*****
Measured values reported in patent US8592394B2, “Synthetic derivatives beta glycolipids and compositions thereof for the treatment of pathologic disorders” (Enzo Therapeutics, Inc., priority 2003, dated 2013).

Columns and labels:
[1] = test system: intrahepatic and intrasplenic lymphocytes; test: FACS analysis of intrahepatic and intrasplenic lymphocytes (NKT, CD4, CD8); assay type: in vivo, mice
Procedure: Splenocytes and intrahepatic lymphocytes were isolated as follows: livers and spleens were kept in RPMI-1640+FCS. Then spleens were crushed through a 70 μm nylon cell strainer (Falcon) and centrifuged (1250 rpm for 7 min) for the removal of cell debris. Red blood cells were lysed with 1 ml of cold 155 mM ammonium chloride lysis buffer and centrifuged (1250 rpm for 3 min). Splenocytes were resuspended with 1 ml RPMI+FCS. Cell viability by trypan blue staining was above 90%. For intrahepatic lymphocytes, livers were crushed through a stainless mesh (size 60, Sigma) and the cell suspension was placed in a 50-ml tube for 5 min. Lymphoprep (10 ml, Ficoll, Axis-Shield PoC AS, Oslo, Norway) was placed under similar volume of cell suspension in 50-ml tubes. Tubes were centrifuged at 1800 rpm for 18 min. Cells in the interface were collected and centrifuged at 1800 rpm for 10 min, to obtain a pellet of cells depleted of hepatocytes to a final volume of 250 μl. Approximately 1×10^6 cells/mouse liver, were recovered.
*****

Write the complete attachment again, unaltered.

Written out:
Measured values reported in patent US8592394B2, “Synthetic derivatives beta glycolipids and compositions thereof for the treatment of pathologic disorders” (Enzo Therapeutics, Inc., priority 2003, dated 2013).

Columns and labels:
[1] = test system: intrahepatic and intrasplenic lymphocytes; test: FACS analysis of intrahepatic and intrasplenic lymphocytes (NKT, CD4, CD8); assay type: in vivo, mice
Procedure: Splenocytes and intrahepatic lymphocytes were isolated as follows: livers and spleens were kept in RPMI-1640+FCS. Then spleens were crushed through a 70 μm nylon cell strainer (Falcon) and centrifuged (1250 rpm for 7 min) for the removal of cell debris. Red blood cells were lysed with 1 ml of cold 155 mM ammonium chloride lysis buffer and centrifuged (1250 rpm for 3 min). Splenocytes were resuspended with 1 ml RPMI+FCS. Cell viability by trypan blue staining was above 90%. For intrahepatic lymphocytes, livers were crushed through a stainless mesh (size 60, Sigma) and the cell suspension was placed in a 50-ml tube for 5 min. Lymphoprep (10 ml, Ficoll, Axis-Shield PoC AS, Oslo, Norway) was placed under similar volume of cell suspension in 50-ml tubes. Tubes were centrifuged at 1800 rpm for 18 min. Cells in the interface were collected and centrifuged at 1800 rpm for 10 min, to obtain a pellet of cells depleted of hepatocytes to a final volume of 250 μl. Approximately 1×10^6 cells/mouse liver, were recovered.